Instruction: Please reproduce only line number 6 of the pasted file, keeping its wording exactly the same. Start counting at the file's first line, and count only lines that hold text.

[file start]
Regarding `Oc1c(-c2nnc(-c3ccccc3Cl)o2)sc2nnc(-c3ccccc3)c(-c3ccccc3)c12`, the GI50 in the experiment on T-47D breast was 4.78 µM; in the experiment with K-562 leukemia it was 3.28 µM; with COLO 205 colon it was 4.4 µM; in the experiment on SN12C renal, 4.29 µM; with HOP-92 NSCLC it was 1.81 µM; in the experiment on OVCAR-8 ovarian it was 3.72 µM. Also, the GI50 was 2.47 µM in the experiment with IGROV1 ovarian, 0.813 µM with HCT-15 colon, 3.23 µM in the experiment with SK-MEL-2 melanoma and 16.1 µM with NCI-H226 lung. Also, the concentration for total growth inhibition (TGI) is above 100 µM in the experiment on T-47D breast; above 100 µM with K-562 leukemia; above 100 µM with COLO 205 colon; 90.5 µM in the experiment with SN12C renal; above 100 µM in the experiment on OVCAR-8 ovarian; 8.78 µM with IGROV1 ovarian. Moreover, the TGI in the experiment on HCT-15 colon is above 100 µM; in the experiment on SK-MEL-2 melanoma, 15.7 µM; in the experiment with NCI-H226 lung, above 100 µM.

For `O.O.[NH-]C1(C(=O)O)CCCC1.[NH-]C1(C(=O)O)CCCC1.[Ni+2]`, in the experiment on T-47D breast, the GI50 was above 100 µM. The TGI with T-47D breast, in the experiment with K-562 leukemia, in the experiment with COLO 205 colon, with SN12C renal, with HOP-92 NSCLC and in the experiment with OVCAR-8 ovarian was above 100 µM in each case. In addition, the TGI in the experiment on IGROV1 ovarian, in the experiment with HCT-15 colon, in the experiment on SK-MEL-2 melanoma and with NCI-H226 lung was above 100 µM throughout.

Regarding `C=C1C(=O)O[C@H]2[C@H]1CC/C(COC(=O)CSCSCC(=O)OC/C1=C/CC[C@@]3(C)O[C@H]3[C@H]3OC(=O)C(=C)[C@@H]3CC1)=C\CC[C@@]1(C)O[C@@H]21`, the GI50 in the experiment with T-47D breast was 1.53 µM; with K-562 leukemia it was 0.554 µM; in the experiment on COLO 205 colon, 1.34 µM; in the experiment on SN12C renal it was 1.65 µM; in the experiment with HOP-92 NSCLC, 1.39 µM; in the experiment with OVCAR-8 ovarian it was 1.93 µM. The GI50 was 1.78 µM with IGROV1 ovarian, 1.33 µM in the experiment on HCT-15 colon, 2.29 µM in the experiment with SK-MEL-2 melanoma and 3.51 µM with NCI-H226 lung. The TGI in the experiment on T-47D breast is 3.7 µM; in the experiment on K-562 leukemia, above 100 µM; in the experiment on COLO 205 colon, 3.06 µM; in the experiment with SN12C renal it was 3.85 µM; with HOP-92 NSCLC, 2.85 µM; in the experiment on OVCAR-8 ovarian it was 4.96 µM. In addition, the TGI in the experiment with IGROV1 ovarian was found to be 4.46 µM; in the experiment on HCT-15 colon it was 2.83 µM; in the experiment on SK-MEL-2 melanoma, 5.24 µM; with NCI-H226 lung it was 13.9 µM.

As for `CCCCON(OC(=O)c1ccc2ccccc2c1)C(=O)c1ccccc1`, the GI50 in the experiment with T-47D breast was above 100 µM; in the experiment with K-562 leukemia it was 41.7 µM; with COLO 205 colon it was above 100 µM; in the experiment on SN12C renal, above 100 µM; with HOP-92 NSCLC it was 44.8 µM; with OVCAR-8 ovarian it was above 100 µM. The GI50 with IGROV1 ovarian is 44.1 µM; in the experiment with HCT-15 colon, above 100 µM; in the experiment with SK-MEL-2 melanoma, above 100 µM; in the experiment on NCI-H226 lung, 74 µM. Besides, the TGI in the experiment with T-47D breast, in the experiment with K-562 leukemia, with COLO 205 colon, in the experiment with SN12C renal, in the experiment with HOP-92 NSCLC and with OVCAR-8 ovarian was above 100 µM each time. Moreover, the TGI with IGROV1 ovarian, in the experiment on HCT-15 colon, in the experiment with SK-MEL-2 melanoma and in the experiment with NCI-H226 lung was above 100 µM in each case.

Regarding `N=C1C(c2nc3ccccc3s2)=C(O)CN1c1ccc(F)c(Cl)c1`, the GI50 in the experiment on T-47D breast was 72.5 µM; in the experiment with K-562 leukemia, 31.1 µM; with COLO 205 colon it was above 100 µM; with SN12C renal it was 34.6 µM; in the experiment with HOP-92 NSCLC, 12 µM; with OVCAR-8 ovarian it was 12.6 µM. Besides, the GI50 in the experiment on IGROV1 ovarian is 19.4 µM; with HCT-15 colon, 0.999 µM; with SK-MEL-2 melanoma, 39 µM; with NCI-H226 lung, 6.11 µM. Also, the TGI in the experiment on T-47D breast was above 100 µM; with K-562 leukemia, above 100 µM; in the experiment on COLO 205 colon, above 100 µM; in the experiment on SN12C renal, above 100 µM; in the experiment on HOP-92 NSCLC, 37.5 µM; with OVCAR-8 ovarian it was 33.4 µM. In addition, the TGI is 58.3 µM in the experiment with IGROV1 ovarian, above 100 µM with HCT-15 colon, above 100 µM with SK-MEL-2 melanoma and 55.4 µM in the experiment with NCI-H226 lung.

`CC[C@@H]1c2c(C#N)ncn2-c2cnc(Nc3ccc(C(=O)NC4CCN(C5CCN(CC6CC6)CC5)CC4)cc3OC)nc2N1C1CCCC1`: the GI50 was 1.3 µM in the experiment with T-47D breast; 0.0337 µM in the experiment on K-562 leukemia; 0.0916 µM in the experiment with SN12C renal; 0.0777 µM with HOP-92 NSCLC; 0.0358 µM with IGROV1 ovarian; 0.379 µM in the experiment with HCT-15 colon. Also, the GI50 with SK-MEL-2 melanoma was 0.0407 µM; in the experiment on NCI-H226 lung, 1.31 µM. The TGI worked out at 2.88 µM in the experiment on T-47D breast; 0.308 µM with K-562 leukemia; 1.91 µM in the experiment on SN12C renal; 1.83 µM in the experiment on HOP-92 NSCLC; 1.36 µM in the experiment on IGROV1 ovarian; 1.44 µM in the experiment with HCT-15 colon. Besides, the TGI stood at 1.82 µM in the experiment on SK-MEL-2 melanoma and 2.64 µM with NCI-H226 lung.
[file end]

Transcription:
`CC[C@@H]1c2c(C#N)ncn2-c2cnc(Nc3ccc(C(=O)NC4CCN(C5CCN(CC6CC6)CC5)CC4)cc3OC)nc2N1C1CCCC1`: the GI50 was 1.3 µM in the experiment with T-47D breast; 0.0337 µM in the experiment on K-562 leukemia; 0.0916 µM in the experiment with SN12C renal; 0.0777 µM with HOP-92 NSCLC; 0.0358 µM with IGROV1 ovarian; 0.379 µM in the experiment with HCT-15 colon. Also, the GI50 with SK-MEL-2 melanoma was 0.0407 µM; in the experiment on NCI-H226 lung, 1.31 µM. The TGI worked out at 2.88 µM in the experiment on T-47D breast; 0.308 µM with K-562 leukemia; 1.91 µM in the experiment on SN12C renal; 1.83 µM in the experiment on HOP-92 NSCLC; 1.36 µM in the experiment on IGROV1 ovarian; 1.44 µM in the experiment with HCT-15 colon. Besides, the TGI stood at 1.82 µM in the experiment on SK-MEL-2 melanoma and 2.64 µM with NCI-H226 lung.